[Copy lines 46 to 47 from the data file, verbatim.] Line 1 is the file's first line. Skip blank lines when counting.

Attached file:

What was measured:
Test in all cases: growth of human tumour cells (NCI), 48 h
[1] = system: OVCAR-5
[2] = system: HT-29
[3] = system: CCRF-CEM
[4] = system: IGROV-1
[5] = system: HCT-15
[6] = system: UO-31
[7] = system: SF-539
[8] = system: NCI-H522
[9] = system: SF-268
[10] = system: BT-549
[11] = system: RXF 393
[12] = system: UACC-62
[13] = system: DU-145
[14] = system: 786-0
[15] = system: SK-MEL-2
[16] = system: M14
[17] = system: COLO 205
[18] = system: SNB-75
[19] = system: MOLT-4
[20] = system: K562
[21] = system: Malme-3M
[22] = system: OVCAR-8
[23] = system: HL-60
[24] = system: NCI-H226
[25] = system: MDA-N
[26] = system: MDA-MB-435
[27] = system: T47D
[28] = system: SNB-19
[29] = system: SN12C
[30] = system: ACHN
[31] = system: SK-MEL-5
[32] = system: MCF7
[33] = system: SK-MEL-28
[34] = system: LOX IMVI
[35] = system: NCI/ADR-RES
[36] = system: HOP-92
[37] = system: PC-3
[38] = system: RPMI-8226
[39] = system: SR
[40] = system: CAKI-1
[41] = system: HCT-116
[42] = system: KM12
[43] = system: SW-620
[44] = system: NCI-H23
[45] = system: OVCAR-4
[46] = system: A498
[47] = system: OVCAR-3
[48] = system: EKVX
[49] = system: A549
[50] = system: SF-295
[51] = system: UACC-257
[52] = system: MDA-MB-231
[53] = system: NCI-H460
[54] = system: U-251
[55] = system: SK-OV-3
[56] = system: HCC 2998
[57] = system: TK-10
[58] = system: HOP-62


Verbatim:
[44] = system: NCI-H23
[45] = system: OVCAR-4